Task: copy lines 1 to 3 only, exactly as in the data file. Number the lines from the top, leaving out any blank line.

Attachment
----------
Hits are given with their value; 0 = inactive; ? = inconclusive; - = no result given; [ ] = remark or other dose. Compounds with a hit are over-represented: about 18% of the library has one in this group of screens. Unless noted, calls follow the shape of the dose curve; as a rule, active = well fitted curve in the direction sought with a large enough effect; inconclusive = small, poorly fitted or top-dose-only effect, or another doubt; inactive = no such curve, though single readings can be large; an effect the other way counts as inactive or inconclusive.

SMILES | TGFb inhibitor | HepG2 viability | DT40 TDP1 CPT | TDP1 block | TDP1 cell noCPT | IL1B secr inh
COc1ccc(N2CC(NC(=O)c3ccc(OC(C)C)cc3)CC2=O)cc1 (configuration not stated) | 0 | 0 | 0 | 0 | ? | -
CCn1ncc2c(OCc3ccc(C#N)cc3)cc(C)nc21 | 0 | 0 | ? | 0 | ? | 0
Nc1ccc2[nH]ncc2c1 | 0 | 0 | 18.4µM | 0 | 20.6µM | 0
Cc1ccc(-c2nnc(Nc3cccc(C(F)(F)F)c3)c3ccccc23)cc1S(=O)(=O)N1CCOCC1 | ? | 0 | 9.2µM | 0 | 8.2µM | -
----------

Hits are given with their value; 0 = inactive; ? = inconclusive; - = no result given; [ ] = remark or other dose. Compounds with a hit are over-represented: about 18% of the library has one in this group of screens. Unless noted, calls follow the shape of the dose curve; as a rule, active = well fitted curve in the direction sought with a large enough effect; inconclusive = small, poorly fitted or top-dose-only effect, or another doubt; inactive = no such curve, though single readings can be large; an effect the other way counts as inactive or inconclusive.

SMILES | TGFb inhibitor | HepG2 viability | DT40 TDP1 CPT | TDP1 block | TDP1 cell noCPT | IL1B secr inh
COc1ccc(N2CC(NC(=O)c3ccc(OC(C)C)cc3)CC2=O)cc1 (configuration not stated) | 0 | 0 | 0 | 0 | ? | -